Last week, West Virginia senator Jack Rockefeller put forward a bill that, if passed, would result in the National Academy of the Sciences (NAS) investigating the effects violent video games have on young children.
Rockefeller’s motivation for proposing the bill: the recent Sandy Hook, Connecticut, school shooting.
Now, the National Rifle Association is jumping on the bandwagon. Late last week, NRA vice president Wayne LaPierre told reporters he felt that violent games like Bulletstorm and Mortal Kombat (the eternal scapegoat for politicians) shared some responsibility for the December 14 massacre.
That suggestion has left California senator Leland Yee outraged. Yee says he feels like LaPierre’s comment is designed merely to “pass the buck.”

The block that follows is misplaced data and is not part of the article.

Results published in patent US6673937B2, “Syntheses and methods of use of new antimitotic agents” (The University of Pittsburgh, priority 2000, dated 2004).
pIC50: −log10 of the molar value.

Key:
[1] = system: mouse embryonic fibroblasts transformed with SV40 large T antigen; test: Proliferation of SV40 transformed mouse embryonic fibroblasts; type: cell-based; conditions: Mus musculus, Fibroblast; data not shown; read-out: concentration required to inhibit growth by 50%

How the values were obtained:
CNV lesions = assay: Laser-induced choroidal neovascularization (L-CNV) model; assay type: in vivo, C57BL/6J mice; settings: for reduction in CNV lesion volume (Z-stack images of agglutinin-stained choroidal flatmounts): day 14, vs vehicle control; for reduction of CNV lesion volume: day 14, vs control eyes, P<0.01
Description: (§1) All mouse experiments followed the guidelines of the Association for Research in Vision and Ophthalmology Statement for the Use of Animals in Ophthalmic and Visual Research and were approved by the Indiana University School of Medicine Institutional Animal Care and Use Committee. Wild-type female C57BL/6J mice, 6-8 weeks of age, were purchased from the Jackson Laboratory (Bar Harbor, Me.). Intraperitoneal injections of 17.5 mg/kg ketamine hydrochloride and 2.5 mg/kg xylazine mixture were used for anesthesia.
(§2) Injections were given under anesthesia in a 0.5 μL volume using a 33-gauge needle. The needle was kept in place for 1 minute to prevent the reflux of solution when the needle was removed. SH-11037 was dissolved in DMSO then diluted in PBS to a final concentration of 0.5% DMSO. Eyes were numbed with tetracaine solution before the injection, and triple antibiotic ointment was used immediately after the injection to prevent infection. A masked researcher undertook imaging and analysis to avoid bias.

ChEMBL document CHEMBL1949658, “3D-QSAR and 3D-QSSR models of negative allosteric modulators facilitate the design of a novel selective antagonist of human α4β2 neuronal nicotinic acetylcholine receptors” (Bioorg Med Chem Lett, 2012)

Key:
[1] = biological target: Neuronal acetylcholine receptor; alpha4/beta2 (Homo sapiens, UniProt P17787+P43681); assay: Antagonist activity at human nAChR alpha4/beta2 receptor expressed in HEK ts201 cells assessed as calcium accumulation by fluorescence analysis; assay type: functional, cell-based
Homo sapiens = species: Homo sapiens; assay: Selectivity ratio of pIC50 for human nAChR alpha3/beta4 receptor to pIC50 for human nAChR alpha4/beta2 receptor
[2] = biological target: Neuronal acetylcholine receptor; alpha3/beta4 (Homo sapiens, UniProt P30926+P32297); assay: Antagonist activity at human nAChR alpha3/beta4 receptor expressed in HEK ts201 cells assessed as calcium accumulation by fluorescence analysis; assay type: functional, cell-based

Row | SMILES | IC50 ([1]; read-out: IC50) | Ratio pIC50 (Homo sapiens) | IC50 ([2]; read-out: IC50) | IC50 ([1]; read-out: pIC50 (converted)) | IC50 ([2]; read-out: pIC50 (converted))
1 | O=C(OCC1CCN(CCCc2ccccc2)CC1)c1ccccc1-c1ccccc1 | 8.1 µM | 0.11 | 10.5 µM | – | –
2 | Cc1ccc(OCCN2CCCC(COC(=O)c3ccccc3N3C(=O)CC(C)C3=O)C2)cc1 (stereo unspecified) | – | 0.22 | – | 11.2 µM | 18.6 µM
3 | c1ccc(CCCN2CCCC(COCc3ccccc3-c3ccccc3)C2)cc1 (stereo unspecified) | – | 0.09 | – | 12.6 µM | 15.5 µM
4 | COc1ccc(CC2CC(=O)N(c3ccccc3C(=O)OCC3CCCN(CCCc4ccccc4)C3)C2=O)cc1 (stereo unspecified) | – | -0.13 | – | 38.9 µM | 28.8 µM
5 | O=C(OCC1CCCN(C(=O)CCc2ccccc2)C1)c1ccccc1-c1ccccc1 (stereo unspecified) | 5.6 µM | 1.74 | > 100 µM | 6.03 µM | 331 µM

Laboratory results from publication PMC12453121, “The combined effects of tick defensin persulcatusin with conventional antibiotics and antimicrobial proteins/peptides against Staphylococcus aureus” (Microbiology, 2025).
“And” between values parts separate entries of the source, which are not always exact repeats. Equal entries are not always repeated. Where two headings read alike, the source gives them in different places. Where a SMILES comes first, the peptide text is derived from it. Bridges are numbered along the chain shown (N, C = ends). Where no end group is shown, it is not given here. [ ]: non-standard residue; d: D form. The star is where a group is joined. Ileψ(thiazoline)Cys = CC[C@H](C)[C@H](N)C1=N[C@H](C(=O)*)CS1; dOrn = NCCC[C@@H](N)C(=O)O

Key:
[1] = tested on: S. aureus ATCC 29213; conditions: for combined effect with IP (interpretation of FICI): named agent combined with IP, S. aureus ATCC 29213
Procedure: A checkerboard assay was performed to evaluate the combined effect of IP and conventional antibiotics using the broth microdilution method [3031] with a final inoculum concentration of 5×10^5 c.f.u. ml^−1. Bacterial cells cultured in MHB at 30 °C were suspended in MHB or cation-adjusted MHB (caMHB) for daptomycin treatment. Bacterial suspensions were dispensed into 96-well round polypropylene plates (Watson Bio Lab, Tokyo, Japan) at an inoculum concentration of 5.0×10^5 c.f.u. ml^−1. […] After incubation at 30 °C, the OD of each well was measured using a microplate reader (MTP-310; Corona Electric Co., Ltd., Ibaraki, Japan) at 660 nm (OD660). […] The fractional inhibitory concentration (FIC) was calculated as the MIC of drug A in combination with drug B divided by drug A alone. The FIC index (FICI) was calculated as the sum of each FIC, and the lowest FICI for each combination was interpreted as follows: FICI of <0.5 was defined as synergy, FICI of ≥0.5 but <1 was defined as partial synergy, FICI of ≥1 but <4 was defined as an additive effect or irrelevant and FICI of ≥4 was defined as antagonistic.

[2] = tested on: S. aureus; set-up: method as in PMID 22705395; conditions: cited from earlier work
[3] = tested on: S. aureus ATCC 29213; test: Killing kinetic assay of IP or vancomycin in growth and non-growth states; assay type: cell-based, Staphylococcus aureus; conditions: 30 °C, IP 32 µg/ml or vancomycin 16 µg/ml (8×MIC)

“More guns are not the answer to protecting our children, as evident by the fact that armed guards weren’t enough to stop the tragedy at Columbine High School,” Yee said. “The NRA’s response is pathetic and completely unacceptable.”
Yee, it should be noted, is no great defender of video games. The senator previously brought forward legislation designed to block California retailers from selling games to minors.
That bill was eventually defeated by the Supreme Court. Yee is upset that the NRA didn’t come forward to support it and is only now suggesting that violent games are a problem.
Both the NRA and politicians like Yee and Rockefeller are putting up smokescreens. No matter how violent a video game is, it’s really, really hard to kill someone with a game cartridge or disc.